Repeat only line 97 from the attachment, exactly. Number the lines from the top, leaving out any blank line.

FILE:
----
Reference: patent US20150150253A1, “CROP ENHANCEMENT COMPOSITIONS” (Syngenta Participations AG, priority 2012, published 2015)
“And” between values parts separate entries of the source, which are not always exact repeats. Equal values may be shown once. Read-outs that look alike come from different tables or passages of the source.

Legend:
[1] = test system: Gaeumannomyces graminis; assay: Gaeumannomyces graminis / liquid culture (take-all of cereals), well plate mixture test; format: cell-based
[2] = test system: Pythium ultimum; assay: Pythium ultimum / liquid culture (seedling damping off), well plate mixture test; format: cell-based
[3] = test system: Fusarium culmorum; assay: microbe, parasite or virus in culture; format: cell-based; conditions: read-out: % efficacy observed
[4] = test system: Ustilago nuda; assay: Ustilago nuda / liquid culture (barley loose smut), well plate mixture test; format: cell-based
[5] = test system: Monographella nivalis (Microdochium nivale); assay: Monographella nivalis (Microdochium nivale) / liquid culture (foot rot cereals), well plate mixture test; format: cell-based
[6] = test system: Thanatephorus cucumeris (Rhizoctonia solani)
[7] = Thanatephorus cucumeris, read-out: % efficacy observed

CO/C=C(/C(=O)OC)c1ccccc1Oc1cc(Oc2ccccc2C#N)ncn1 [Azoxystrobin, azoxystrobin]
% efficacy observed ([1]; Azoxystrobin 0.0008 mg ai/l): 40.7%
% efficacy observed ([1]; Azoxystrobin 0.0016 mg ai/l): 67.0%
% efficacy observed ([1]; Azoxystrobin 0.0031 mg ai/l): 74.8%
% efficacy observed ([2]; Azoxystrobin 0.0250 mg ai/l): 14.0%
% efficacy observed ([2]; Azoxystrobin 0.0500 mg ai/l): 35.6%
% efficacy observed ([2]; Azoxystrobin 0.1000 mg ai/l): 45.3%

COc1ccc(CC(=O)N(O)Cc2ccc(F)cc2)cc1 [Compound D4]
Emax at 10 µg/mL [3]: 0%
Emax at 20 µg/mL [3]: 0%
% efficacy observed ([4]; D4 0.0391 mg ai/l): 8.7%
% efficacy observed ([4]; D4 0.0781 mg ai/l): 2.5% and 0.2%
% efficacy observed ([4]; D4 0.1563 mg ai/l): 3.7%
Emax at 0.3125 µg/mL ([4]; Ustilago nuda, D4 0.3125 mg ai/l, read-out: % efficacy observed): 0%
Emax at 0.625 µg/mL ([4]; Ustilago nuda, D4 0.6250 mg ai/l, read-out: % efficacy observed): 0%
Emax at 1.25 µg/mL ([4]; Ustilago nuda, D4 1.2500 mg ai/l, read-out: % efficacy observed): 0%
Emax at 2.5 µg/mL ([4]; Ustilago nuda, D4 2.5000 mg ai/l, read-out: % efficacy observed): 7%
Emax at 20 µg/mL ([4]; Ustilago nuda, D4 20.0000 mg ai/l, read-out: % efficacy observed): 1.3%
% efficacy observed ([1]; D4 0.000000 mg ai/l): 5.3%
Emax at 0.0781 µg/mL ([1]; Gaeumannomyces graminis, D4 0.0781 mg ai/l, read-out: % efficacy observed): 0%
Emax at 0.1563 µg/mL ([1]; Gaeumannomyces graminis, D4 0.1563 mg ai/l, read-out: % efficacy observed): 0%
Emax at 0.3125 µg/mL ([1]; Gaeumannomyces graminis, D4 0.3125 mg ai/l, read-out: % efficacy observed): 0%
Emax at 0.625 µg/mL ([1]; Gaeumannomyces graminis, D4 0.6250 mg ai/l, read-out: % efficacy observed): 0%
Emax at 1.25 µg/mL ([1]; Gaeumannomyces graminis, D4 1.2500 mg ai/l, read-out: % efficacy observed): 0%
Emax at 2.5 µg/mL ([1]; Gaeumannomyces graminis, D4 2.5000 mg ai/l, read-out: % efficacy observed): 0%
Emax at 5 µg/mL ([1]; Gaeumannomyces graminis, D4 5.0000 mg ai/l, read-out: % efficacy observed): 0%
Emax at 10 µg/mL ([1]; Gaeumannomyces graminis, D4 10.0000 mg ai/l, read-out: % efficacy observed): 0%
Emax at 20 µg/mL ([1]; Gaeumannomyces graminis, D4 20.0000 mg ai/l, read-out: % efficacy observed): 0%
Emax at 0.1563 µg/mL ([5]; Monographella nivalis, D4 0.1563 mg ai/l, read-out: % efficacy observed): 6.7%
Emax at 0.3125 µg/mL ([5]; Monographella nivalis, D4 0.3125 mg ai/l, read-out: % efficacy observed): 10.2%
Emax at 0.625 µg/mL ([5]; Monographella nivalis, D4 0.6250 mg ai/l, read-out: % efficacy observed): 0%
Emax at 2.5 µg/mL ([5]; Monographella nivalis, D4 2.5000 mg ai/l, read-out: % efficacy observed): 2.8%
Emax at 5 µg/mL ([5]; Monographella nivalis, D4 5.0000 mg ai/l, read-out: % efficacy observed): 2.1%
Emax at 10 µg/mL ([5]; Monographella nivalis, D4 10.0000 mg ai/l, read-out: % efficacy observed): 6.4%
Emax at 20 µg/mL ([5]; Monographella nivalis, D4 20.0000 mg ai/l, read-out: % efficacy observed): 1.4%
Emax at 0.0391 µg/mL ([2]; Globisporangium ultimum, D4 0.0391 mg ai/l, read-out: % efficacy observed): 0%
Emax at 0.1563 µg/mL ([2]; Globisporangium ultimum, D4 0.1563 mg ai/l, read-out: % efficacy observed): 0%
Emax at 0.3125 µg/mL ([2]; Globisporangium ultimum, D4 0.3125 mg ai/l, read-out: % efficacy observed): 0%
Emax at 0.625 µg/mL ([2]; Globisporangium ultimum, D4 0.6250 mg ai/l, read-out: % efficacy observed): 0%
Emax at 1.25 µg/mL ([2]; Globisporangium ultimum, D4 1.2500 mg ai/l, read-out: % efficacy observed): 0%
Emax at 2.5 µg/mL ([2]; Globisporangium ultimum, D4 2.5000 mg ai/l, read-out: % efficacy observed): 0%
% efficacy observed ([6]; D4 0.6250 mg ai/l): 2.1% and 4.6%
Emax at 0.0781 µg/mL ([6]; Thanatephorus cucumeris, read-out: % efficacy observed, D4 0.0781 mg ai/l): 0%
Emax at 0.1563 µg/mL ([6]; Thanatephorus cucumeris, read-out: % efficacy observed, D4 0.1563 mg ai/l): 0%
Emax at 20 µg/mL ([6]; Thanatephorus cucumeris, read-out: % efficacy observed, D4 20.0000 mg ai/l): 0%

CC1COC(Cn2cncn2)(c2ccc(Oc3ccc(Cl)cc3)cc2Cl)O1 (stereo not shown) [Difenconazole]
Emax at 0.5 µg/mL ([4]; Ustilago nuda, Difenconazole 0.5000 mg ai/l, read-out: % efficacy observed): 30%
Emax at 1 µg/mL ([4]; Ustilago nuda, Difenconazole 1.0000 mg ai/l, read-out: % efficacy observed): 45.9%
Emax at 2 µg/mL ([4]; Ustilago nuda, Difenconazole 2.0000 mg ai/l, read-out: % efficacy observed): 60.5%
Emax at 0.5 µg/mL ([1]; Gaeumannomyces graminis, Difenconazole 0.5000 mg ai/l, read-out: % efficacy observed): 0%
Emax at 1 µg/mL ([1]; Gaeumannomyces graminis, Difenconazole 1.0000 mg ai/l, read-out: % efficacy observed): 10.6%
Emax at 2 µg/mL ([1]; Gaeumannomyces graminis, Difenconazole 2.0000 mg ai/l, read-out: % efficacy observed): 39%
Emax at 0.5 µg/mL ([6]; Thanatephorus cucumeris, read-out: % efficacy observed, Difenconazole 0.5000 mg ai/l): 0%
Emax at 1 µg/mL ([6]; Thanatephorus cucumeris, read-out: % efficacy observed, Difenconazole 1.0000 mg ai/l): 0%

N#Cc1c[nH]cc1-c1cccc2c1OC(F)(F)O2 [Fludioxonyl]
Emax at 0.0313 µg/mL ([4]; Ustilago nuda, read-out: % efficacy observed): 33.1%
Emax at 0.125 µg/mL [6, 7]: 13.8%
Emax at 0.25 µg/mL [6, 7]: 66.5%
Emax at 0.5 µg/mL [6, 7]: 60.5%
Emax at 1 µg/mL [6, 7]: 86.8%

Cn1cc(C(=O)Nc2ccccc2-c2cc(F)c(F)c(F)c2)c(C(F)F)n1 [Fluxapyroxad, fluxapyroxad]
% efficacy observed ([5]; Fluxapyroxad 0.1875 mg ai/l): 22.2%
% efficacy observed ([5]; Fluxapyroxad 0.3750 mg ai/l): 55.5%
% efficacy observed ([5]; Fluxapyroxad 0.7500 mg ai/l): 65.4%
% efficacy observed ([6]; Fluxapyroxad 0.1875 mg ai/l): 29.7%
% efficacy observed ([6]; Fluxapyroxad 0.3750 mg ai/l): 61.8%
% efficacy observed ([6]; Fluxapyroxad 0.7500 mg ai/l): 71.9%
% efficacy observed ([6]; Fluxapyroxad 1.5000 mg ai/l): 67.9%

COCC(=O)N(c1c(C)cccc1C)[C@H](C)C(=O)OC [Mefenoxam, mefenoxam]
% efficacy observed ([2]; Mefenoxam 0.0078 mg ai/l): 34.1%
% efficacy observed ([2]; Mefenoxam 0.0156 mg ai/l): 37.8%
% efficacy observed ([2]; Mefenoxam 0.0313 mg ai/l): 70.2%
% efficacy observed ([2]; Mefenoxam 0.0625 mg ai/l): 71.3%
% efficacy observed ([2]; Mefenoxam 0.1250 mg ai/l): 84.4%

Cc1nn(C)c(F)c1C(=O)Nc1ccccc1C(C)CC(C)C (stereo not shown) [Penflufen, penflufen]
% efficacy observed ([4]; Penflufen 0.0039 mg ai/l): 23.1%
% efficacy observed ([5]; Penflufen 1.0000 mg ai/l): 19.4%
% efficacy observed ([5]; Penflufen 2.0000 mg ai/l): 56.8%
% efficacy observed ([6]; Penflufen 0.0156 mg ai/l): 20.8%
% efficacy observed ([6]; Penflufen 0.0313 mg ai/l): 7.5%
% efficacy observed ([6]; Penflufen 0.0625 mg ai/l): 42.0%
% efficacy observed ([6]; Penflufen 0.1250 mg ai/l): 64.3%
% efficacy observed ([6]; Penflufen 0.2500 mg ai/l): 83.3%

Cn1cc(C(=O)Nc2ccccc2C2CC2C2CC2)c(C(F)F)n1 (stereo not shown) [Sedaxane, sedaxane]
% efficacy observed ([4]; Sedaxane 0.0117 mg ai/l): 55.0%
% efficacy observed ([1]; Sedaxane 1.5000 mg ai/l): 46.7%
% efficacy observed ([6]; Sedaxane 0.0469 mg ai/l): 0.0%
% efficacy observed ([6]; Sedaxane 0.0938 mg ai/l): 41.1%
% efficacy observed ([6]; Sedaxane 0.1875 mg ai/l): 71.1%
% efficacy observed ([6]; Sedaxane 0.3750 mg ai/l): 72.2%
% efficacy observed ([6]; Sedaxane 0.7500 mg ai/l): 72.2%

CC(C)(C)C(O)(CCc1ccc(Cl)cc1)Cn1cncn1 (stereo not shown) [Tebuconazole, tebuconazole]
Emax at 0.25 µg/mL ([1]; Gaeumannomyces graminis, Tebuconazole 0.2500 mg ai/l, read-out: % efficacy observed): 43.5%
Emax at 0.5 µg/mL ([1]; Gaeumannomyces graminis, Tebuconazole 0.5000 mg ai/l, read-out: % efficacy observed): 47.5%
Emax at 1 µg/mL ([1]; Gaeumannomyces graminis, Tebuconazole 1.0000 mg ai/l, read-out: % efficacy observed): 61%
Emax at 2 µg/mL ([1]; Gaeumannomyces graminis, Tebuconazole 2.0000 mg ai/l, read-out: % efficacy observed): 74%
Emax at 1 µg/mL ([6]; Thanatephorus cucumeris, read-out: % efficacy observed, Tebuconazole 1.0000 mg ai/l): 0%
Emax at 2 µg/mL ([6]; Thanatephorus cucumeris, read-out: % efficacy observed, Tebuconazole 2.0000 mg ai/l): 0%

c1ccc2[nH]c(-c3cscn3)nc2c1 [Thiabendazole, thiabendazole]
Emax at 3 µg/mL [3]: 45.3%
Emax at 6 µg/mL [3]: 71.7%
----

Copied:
% efficacy observed ([6]; Sedaxane 0.0469 mg ai/l): 0.0%